By MATTHEW WEAVER
National animal disease experts say the Washington Department of Agriculture is taking the correct steps in investigating a possible case of bovine tuberculosis.
"It seems like a textbook case," said Jamie Jonker, vice president of scientific and regulatory affairs for the National Milk Producers Federation.
The disease is primarily spread by respiratory secretions between animals.
USDA and the state involved usually conduct testing, Jonker said. If bovine TB is confirmed, the animal is traced back to its herd of origin and testing conducted on any animal that may have been exposed.
The government typically either slaughters the entire herd or tests them for potential reaction, removing those that show initial signs for further testing, Jonker said. The latter practice takes longer, but allows the farmer to keep animals that are free of disease.
Jonker recommends farmers ensure they have good biosecurity and follow practices on their farm to prevent the introduction or spread of the disease, including knowing the health status of new animals before bringing them onto the premises.
The disease is nearly eradicated in the United States cattle population, Jonker said. Occasionally a case arises in beef or dairy cows in California, New Mexico and Texas during the last decade, Jonker said.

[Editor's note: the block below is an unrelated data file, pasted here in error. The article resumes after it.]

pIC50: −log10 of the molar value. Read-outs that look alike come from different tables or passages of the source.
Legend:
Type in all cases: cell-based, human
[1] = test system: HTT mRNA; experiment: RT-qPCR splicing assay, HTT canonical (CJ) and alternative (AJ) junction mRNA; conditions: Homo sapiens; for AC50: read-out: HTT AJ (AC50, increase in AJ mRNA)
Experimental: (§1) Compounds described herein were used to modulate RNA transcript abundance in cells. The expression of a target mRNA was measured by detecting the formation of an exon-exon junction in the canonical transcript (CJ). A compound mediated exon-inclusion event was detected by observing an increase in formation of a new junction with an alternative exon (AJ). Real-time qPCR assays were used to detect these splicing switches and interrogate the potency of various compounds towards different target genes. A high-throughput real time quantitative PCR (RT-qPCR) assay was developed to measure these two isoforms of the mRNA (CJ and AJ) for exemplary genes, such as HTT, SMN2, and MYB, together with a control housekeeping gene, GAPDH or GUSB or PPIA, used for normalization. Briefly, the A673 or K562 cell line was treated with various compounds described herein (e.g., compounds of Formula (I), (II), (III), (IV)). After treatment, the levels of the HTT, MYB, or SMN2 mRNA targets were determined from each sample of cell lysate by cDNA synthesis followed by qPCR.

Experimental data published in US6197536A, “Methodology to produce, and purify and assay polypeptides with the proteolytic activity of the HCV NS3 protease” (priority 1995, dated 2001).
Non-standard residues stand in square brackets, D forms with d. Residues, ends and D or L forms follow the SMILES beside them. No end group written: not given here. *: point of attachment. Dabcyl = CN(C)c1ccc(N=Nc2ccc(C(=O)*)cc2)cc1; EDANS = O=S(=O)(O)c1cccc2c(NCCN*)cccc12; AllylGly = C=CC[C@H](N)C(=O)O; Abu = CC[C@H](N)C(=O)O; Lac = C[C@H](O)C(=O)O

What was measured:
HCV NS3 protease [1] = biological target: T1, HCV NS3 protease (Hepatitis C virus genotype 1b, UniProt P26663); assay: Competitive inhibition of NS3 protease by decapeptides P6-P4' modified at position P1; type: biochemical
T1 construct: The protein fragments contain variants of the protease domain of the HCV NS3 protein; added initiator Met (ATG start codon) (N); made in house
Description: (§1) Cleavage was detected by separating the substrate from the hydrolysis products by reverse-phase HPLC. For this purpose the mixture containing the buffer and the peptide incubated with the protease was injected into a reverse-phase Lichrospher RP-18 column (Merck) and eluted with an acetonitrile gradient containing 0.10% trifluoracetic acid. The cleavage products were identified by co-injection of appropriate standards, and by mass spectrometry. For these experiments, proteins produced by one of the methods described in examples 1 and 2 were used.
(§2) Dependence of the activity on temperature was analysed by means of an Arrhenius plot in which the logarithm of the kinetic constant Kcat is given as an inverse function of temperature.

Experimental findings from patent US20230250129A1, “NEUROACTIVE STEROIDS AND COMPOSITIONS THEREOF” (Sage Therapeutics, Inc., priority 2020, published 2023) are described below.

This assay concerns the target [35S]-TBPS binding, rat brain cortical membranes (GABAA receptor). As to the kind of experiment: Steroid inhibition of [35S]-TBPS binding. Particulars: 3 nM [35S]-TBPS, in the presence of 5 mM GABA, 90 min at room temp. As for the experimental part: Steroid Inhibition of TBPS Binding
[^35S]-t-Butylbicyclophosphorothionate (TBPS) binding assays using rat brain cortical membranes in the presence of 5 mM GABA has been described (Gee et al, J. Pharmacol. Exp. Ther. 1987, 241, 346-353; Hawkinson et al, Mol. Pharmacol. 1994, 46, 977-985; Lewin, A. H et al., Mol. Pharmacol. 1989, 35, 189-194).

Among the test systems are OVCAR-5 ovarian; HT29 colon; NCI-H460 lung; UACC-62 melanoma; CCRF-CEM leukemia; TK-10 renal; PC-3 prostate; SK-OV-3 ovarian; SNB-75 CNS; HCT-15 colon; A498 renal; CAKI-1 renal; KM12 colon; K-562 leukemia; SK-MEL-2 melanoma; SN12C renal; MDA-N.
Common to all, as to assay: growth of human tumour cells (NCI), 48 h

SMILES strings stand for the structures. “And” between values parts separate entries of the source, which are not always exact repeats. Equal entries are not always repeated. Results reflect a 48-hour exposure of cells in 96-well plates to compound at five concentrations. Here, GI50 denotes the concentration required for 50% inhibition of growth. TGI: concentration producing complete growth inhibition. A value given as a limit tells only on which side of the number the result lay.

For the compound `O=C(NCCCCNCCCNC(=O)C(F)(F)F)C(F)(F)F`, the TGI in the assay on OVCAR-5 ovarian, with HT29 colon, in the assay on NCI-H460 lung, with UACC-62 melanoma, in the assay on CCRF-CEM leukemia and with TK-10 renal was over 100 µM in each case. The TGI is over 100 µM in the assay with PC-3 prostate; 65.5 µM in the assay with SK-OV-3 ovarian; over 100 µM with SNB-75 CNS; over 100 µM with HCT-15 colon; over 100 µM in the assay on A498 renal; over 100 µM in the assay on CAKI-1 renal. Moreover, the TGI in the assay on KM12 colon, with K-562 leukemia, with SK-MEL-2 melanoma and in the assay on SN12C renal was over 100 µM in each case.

In Michigan, bovine TB has become established in restricted populations of white-tailed deer in the northeastern part of the state, said Steve Schmitt, wildlife veterinarian for the Michigan Department of Natural Resources.
Schmitt estimated 55 cattle herds have been infected with bovine TB since 1998, some more than once, because the disease is still in the wildlife population. Most infected herds had only one animal infected, he said.
Ranchers fence their feeding areas or locate them near their barns to keep deer away. Moving cattle is restricted in infected areas, and there are testing requirements to catch signs early, Schmitt said.
The state and USDA have spent $200 million to combat bovine TB, he said.
Schmitt said it's unlikely the disease will ever be eradicated in Michigan, even though a relatively small percentage of the deer, about 1.5 percent, are infected.
There's very low risk of humans becoming infected, Schmitt said. Pasteurization kills the bacteria in milk, though there's been one instance in Michigan of a hunter contracting the disease from a deer. In that case, the hunter cut open an infected animal's lesion, then poked himself in the finger with a knife.
It takes daily doses of antibiotics for six months to a year to cure an infected human or animal, Schmitt said.
"It's not so much a public health problem, it's more of a concern for market access," he said. "You don't want to obviously have a known cattle herd infected that you're not doing anything about."
National Milk Producers Federation: www.nmpf.org
Michigan Department of Natural Resources: www.michigan.gov/dnr/0,1607,7-153-10319-99064--,00.html